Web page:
LOS ANGELES (CN) – Aided by two prominent law firms, the family of Betty Boop creator Max Fleischer filed meritless trademark lawsuits to scare off competitors, a Nevada company claims in court.
A.V.E.L.A. sued Fleischer Studios, the Arent Fox law firm, and Manatt Phillips & Phelps on Nov. 13 in Superior Court, alleging malicious prosecution and interference with prospective business advantage.
Max Fleischer created Betty Boop in the 1930s, and sold Paramount Pictures the rights to the character in 1941. After Fleischer died in 1972, his family started Fleischer Studios and tried to repurchase rights to Betty Boop.
Since 1989, AVELA has acquired and restored a number of publicity movie posters featuring Betty Boop that were created in the 1930s, and registered its own copyrighted works, while making clear that its works are based on materials that have been previously published, the complaint states.
AVELA recently began licensing third parties to produce and distribute the restored Betty Boop vintage posters, but does not license rights to the name “Betty Boop” or any other imagery of the character other than how it is depicted in the poster artwork, according to the complaint.
Fleischer Studios, which licenses the Betty Boop image for dolls, toys and other products, sued AVELA for copyright and trademark infringement in 2006.
The 9 th Circuit ruled in February 2011 that Fleischer Studios had not proved that it held a valid trademark in the Betty Boop image mark. It sent the case back to U.S. District Court to determine whether Fleischer Studios might have a valid trademark in the Betty Boop word mark.
On Nov. 14, 2012, U.S. District Judge Audrey Collins found that AVELA’s use of the Betty Boop word mark was a fair use. Collins determined that the word mark Betty Boop was an aesthetically functional use and not source-identifying trademark use.
AVELA now claims that Fleischer Studios (FSI), along with Los Angeles-based law firms Arent Fox and Manatt Phillips, filed numerous unsupportable lawsuits – including the one against AVELA – to intimidate businesses and retailers who were validly selling Betty Boop merchandise.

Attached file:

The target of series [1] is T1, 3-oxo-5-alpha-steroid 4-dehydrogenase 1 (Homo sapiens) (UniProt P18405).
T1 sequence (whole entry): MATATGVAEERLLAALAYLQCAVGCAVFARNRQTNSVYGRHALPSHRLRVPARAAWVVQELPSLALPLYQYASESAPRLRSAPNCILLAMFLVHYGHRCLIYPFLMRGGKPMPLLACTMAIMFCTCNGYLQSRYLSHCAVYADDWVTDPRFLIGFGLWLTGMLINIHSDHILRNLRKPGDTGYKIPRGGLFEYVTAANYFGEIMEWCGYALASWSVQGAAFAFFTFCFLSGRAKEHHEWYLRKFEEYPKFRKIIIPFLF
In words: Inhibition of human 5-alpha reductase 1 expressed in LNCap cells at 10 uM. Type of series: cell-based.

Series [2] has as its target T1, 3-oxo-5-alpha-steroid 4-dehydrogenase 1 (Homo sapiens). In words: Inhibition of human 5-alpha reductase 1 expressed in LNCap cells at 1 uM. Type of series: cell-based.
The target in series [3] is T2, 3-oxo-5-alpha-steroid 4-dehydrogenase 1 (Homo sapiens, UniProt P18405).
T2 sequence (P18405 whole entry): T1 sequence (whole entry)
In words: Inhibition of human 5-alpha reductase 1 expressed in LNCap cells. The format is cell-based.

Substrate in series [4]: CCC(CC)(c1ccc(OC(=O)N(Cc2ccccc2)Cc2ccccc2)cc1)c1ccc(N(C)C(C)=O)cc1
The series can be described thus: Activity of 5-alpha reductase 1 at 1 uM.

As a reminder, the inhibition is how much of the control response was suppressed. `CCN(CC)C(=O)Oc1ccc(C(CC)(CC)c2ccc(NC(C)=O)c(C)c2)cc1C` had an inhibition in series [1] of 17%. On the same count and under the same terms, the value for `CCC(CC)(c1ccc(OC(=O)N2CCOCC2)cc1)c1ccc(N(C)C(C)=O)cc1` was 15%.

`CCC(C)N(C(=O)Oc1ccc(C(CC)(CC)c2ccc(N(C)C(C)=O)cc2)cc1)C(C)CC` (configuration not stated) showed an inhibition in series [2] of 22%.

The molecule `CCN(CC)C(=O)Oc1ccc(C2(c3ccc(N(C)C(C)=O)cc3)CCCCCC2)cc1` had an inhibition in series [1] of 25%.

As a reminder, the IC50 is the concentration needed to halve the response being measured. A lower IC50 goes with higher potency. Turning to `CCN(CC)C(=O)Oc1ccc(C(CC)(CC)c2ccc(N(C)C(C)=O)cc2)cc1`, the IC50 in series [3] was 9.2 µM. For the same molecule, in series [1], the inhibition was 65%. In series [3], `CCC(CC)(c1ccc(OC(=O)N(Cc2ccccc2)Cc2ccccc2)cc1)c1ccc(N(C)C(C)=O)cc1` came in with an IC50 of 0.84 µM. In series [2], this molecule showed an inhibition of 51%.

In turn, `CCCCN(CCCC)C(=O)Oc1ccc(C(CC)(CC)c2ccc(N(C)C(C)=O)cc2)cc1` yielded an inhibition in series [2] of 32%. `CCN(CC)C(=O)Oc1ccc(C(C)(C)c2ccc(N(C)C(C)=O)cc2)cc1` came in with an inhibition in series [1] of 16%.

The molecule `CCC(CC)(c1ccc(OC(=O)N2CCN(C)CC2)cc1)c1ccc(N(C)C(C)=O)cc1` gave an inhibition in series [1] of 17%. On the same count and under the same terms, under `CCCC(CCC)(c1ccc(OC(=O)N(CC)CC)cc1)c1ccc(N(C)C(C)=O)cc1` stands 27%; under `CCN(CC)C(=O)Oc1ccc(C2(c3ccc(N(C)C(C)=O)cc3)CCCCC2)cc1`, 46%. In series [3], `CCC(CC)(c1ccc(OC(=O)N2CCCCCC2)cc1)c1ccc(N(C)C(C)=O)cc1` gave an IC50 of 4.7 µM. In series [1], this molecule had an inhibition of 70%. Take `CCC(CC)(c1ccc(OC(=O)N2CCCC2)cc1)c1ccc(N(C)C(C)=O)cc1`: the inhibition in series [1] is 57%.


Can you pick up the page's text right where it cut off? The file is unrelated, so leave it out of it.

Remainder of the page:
“FSI abuses the legal system by indiscriminately filing lawsuits to see what will eventually stick. It is essentially a continuous, sustained, and aggressive fishing expedition, the purpose of which is not to protect any alleged trademark, but rather to scare off competitors and their clients by threat of lawsuits and actual lawsuits. Manatt and Arent Fox are aware of and help advance this improper use of the legal system,” the complaint states.
AVELA claims that Fleischer Studios and its attorneys had no reasonable belief that their claims were valid. It claims that the lawsuit against AVELA was filed to harass the company and its clients, part of an attempt to improperly monopolize the use of anything related to Betty Boop.
Fleischer sent “hundreds, if not thousands, of cease and desist letters to competitors,” the complaint states, a “perverse practice” of using the court system “to threaten its competitors into submission.”
“FSI’s heavy handed and litigious behavior has the effect of exhorting money from its competitors, who are conducting business lawfully. FSI, Manatt and Arent Fox forced AVELA to spend years in litigation at significant cost to defend a claim of trademark infringement which had no likelihood of success and was brought in an attempt to try to bleed Avela dry,” AVELA states.
Though the “overwhelming majority” of lawsuits initiated by Fleischer “ended in crushing defeats,” including the one against AVELA, Fleischer and the law firms continue to threaten legal action, AVELA says.
“With legal defeats in the U.S., defendant FSI shifted its attention toward interfering with AVELA’s domestic and international business relations. With this goal in mind, defendant FSI sent threatening letters to AVELA’s clients, licensees and potential licensees, in which they mislead readers as to FSI’s copyright and trademark rights,” according to the lawsuit.
“Defendant FSI did not stop at sending misleading letters. Rather, defendant initiated additional lawsuits, throughout the world, based on the already litigated issues of copyright and trademark infringement of the Betty Boop character rights. These suits were initiated internationally despite all of AVELA’s contracts being signed in the United States,” the complaint states.
AVELA says it received notice from Italy that it was to be joined as a party in a Betty Boop trademark infringement lawsuit, and has been dragged into litigation in Brazil. FSI and Hearst Holdings also filed an action for copyright infringement against AVELA before the High Court of Justice in the United Kingdom, the complaint states.
AVELA seeks punitive damages.
It is represented by Gregory Goodheart.
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